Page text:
Home Business Rural Ghana Seeks Financial Inclusion Amid GN Bank’s Absence

Rural Ghana Seeks Financial Inclusion Amid GN Bank’s Absence

GN Bank
GN Bank

Dr. Paa Kwesi Nduom, the founder of the defunct Groupe Nduom Savings Loans Company, says the gap between the banked and unbanked populations continues to widen due to the absence of GN Bank.

He said universal commercial banks in the country were often reluctant to open branches in rural areas, which constitute the majority of the unbanked populations.

In an ongoing tour of the branches of the defunct bank in Elmina, Cape Coast, and Mankessim, Dr. Nduom said that since the collapse of the GN Bank in 2019, existing banks had not made the effort to establish outlets in rural areas.

“Have you seen any bank occupy our facilities since our bank went down? We are the only bank that cares for the rural population and the unbanked in the country. We are the only bank you will find in most of the rural areas, and since the time we left, no bank has attempted to invest in such areas. A vacuum in the unbanked sector has been created due to our absence,” he said.

Dr. Nduom said the rural part of the country had many untapped financial potentials that needed urgent attention from financial institutions.

The untapped potential, according to him, included a thriving agriculture sector that needed additional capital to scale and growing small and medium-sized enterprises that also needed soft loans to grow their businesses.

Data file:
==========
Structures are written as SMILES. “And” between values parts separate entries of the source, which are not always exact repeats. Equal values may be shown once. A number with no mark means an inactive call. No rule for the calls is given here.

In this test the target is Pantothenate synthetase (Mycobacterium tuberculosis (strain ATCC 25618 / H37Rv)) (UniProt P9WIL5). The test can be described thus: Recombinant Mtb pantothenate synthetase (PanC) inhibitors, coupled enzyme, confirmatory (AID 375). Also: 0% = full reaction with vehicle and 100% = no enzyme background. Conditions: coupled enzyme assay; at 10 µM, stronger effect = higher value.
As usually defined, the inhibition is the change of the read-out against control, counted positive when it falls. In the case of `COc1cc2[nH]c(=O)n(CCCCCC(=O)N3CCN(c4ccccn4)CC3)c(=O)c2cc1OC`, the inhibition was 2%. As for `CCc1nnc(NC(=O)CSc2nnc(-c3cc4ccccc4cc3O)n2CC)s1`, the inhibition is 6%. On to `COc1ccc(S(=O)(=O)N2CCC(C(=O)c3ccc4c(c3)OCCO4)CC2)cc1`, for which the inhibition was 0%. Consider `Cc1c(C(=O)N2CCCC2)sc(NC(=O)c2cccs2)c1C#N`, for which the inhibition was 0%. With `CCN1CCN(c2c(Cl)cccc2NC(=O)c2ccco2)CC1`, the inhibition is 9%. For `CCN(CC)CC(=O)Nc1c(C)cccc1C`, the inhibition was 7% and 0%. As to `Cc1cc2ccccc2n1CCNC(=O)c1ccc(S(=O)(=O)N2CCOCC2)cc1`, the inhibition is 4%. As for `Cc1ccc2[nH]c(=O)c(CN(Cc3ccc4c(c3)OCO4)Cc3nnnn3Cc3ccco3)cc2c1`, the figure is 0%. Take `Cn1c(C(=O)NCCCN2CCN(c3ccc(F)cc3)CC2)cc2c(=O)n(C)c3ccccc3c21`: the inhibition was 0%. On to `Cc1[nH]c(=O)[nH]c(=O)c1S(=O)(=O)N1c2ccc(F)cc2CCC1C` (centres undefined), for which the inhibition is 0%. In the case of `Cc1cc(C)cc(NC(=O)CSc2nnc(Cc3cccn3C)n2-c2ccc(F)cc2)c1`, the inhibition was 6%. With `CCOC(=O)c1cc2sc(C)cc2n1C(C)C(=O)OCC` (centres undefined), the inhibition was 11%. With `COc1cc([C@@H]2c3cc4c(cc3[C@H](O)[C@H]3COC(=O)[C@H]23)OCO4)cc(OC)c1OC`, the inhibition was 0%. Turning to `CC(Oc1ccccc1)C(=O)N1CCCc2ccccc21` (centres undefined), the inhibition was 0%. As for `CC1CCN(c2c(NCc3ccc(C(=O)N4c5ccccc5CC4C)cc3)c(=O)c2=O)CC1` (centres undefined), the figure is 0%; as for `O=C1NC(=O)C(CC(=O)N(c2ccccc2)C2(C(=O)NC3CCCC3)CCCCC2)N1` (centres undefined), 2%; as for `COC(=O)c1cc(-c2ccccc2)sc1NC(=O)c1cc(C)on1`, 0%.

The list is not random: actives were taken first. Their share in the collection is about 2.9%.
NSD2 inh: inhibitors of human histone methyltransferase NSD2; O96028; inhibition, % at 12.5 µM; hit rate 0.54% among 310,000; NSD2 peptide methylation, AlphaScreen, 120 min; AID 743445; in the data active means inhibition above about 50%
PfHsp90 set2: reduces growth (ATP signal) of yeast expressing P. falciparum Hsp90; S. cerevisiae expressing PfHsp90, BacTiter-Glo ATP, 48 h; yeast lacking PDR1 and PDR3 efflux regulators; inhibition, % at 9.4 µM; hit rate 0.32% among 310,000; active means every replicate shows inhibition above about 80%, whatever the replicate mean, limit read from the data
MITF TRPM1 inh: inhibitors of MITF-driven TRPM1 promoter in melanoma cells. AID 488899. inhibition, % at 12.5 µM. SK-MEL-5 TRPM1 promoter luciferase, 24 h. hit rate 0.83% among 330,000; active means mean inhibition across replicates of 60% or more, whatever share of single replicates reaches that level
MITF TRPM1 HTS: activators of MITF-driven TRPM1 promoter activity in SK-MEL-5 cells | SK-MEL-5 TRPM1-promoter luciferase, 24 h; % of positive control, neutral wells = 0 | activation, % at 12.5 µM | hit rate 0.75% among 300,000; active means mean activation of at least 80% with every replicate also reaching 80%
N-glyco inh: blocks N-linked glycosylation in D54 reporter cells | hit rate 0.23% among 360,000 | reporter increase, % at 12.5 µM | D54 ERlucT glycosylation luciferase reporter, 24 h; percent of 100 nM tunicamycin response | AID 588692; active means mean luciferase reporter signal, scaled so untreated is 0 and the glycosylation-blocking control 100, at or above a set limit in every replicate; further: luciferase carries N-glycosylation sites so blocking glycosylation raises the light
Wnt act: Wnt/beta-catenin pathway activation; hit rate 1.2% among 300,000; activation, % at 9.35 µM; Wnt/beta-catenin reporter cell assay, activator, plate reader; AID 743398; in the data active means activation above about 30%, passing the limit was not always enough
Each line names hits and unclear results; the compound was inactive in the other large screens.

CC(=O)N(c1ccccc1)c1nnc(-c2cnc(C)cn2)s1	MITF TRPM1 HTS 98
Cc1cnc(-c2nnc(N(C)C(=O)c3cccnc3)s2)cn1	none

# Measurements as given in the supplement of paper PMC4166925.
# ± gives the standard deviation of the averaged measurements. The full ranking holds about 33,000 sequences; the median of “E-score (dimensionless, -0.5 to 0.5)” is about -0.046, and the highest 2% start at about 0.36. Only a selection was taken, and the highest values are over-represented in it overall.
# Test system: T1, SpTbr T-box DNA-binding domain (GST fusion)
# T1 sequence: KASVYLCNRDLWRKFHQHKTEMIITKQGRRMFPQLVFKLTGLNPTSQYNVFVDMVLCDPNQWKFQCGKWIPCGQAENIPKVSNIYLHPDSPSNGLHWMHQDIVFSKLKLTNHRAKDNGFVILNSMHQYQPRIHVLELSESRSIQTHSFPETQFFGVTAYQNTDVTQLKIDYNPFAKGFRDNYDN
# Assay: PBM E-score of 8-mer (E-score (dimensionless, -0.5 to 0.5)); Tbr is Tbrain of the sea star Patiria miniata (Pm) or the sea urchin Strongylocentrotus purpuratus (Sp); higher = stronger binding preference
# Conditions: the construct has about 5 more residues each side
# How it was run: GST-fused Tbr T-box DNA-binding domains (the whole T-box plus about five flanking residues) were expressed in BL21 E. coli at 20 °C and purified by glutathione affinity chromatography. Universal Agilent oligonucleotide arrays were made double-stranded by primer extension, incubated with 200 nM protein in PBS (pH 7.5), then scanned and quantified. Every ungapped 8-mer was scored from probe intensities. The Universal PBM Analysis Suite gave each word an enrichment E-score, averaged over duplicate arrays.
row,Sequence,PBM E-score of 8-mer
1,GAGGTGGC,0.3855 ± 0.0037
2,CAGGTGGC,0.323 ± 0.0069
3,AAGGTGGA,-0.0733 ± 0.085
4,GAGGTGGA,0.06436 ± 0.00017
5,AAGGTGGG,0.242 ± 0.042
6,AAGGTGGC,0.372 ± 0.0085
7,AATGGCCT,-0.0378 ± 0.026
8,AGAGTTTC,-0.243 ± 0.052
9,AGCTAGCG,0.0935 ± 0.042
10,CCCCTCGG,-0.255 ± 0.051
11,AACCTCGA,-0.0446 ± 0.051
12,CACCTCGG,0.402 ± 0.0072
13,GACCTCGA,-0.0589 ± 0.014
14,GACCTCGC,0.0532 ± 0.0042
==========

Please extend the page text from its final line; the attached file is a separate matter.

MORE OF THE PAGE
Dr. Nduom said these valuable services that were critical to engendering financial inclusion had been absent in the rural parts of the country since the collapse of GN Bank.

As part of the effort to revive the defunct GN Bank and recover its banking license from the Central Bank, the bank had taken steps to engage relevant stakeholders, notably former customers and staff.

Mr. Nana Yaw Mintah, a trader and resident of Takoradi, said access to credit in the community had become extremely difficult since businesses were unable to meet the credit requirements of the existing banks.

He said the existing financial institutions in the community often doubt the creditworthiness of small businesses.

He said prior to the revocation of the GN Bank’s license, it was the only financial institution that easily granted credit to small businesses.

Mrs. Abena Ofori, a trader at the Kotokraba market in Cape Coast, indicated that no financial institution had made any effort to replace GN Bank.

She urged the government to do the needful by restoring the license of the bank to ease the affairs of the traders in saving their money and accessing credit.

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